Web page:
The fact that you entertained the idea of Solomon after all that we have been through has been a bitter pill to swallow and I just feel like you took me for granted. It’s like you had the audacity to put my life on pause and wandered off to pick and choose who you want. It’s almost like you were arrogant enough to think that I would just sit there and hope that you choose me. You made me feel inadequate and disposable yet I still came back and begged like a fool.
Me: Let me stop you right there. This is not about Solomon and it’s never been about him. I ended things because I had a huge problem with you carrying on like you were single and I just did not understand why you lied all the time. I know its things that happened in the past and I can’t crucify you for things you did when we weren’t together but I have an issue with you lying. Rather say you don’t want to talk about it, don’t lie.

I made it very clear to you that I don’t like Solomon. I have also made that clear to him as well. I just wanted time away from everyone to figure out what God has planned for my life. I want to know my purpose. I wanted to know for sure if he has called me into full time ministry and I wanted to hear from him, not other people. I needed to make things right with God, which is something I wouldn’t have been able to do with you in my life.
He shook his head. “I’ve never stopped you from going to church, reading the bible or doing whatever it is that people who believe in God do.”
Me: True, but I wanted to do everything right. I would like to follow all the commandments and not just pick and choose based on what’s easier.
Levi: In other words no sex?
Me: Yes.
Levi: Until?
Me: Marriage.
“No sex until marriage.” Levi said it to himself and let out a long breath. “Wow, that’s very interesting. And you still want to get married in two years’ time? So no sex for two years basically?”
I didn’t give him an answer. “Anyway, no matter what happens between us I can guarantee you that I will be there when my daughter is born.” He said, changing the subject.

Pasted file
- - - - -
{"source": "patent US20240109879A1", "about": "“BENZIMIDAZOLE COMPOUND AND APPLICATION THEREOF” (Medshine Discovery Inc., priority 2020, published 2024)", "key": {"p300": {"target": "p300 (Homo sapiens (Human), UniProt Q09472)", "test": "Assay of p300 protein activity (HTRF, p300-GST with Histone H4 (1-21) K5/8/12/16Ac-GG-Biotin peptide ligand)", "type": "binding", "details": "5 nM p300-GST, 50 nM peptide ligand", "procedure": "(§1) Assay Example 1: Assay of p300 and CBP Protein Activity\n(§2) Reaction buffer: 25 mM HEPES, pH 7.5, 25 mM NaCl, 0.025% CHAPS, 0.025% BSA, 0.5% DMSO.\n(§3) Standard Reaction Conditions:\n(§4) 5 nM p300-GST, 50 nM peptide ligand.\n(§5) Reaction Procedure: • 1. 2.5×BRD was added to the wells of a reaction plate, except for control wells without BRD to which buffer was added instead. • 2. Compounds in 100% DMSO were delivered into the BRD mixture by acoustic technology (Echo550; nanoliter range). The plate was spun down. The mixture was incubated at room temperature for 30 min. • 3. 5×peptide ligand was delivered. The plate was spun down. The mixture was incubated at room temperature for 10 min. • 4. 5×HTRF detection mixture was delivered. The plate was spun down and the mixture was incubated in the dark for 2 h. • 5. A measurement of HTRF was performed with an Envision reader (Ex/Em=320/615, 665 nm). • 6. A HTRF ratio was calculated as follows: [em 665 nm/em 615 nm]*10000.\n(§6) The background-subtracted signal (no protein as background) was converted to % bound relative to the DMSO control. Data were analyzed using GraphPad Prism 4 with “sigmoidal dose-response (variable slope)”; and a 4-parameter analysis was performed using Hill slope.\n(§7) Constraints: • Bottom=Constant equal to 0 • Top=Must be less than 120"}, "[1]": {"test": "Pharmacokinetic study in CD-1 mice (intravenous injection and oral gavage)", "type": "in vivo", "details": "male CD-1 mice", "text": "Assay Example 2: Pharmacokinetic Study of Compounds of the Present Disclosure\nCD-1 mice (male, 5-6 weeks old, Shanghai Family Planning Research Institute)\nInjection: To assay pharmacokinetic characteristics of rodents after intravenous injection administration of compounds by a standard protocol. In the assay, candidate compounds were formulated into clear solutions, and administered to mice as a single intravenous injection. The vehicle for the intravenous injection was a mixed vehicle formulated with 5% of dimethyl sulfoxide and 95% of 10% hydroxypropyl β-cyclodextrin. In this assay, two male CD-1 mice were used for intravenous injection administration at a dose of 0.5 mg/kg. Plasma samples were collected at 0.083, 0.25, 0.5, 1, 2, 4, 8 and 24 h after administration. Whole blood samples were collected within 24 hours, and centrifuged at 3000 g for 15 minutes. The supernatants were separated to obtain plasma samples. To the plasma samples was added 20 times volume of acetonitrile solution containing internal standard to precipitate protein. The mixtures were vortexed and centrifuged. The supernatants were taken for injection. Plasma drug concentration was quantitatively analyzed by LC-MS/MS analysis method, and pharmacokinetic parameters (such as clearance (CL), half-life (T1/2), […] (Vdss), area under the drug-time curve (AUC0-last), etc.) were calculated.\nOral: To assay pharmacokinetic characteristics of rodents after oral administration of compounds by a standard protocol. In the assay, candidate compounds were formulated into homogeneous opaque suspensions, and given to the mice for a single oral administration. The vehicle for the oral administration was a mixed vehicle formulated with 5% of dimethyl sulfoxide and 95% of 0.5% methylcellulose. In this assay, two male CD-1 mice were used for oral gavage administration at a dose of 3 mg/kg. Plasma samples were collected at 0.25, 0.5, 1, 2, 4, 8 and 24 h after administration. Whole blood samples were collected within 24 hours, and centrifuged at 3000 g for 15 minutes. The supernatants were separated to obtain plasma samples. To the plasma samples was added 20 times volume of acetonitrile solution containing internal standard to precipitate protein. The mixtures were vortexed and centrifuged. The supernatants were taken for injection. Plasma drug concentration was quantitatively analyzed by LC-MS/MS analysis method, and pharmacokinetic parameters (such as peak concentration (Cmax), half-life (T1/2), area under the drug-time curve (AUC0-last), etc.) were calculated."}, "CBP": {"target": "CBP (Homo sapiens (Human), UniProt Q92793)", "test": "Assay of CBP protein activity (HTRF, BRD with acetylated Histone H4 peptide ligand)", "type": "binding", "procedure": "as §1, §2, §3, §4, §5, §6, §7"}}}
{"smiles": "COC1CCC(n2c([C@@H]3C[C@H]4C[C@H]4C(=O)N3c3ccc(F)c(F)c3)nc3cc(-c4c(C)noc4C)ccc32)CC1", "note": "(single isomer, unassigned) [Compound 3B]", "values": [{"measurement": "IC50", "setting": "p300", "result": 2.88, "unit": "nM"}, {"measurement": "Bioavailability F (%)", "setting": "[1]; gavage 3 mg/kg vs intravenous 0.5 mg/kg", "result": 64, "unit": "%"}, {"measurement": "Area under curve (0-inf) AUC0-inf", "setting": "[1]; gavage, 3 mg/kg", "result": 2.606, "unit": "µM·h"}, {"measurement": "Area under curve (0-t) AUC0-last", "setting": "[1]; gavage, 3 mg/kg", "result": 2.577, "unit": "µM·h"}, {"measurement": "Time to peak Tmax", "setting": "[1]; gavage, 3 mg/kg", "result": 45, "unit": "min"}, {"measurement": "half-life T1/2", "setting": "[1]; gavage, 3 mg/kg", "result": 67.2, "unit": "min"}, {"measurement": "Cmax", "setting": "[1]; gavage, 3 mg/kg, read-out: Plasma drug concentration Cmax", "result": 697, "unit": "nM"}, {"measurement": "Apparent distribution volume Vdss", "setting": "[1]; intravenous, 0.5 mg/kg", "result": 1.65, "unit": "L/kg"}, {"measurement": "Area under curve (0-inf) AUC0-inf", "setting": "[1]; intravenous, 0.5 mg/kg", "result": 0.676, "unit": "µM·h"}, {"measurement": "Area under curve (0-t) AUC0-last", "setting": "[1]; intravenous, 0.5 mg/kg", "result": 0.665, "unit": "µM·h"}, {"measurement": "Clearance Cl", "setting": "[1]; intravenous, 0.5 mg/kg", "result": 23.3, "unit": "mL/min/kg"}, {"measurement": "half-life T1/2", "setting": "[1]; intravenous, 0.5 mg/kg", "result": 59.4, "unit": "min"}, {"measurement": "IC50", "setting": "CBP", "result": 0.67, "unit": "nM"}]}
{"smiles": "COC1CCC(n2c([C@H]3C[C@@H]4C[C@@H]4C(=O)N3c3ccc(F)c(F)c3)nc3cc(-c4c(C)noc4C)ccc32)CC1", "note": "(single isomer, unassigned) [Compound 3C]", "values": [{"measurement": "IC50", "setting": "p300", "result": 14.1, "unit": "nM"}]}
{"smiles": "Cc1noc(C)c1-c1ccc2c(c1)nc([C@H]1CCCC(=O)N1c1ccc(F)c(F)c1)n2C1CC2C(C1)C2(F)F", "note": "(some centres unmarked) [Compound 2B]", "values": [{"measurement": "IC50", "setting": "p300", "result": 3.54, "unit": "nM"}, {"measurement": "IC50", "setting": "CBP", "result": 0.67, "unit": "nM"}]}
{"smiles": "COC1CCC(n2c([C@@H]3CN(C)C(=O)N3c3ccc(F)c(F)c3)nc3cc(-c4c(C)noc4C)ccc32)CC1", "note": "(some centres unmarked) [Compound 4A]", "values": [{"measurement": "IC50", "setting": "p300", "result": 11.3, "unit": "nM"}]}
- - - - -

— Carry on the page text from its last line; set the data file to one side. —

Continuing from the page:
Me: How do you know it’s a girl?
“Because I saw a vision.” We both laughed at his statement and went back to eating our food.

The issue of sex before marriage wasn’t the only thing that was on my mind. If he’d told his manager and coach, did that mean everyone else knew I was pregnant too? I wasn’t ashamed or trying to hide anything, but I hadn’t even told my parents and I did not want them to read about it in the papers.

I’d mulled over all possible outcomes and all of them ended in my father hacking me to death as soon as whichever words I chose left my mouth so I decided it was best to tell my grandmother and have her tell my parents that I was with child. I was planning on driving down to Ermelo to see my grandparents at some point and now that Levi and I had seen the doctor, there was no point in putting off telling them.

I desperately wanted another woman to talk to about being pregnant. I’d noticed a few small changes in the last few weeks and I would have liked to talk to my mom or my grandmother about them. No amount of research online would convince me waking up in the middle of the night craving ice cubes was normal. Besides, I’d shared all my important milestones with my mother. It would be wrong not to get my grandmother to tell her about her first grandchild as soon as possible.

I knew my parents were going to skin me alive but I wondered how my grandparents would take the news given the circumstances. Knowing how my grandfather reacted to change, I guessed it would probably be best if I broke the news gently. I remembered when he found out that I was moving out of home – it’d taken him three whole months to forgive my parents for allowing me to move to another province.

Then there would be my grandmother’s reaction. I was a lot closer to my grandmother, I guess because we’d bonded over our love for baking. She understood me way better than my own father. Even though I’d always been daddy’s little princess, he was standoffish and strict. Actually, I had a feeling, on this occasion my grandmother was the only one who would calm everyone down and make them realise that a baby is a blessing. I just hoped she wouldn’t be disappointed in me, or worse, disown me for getting pregnant in the first place.

It had been a while since Levi and I said anything to each other, and I didn’t want things to get awkward. I still didn’t know what to make of his initial reaction when I told him I was pregnant, but for now I was willing to give him the benefit of the doubt because I was also in shock when I found out.

Trying to fill the void of silence, I gulped down the last of my orange juice, and asked, “So, how do you think your parents will react to the news they’re going to be grandparents?”
Levi put down his tea cup, and looked wide-eyed, like I’d just told him I was visiting the queen for dinner or something.
“Shit. I haven’t thought about it. I’m still getting used to the idea myself.”
“But you are going to tell them, right? Are you going to tell your biological father? Maybe he will want to know about the addition to the Mmola family, he might even want you to change your surname.”
Levi laughed. “Once my mom gets over the initial shock there’ll be no keeping her away. I bet she’ll want to deliver the baby even though she isn’t allowed. Every single time I talk to Keagile he asks for money, it’s like he sees me as an ATM not his son so I am avoiding him. I’ll share the news with my mother and Joel.”
“So you think your mom will be pleased?”
“I think she will be happy to have a grandchild, she will not be pleased that her grandkid will be born out of wedlock though. She is also quite traditional.”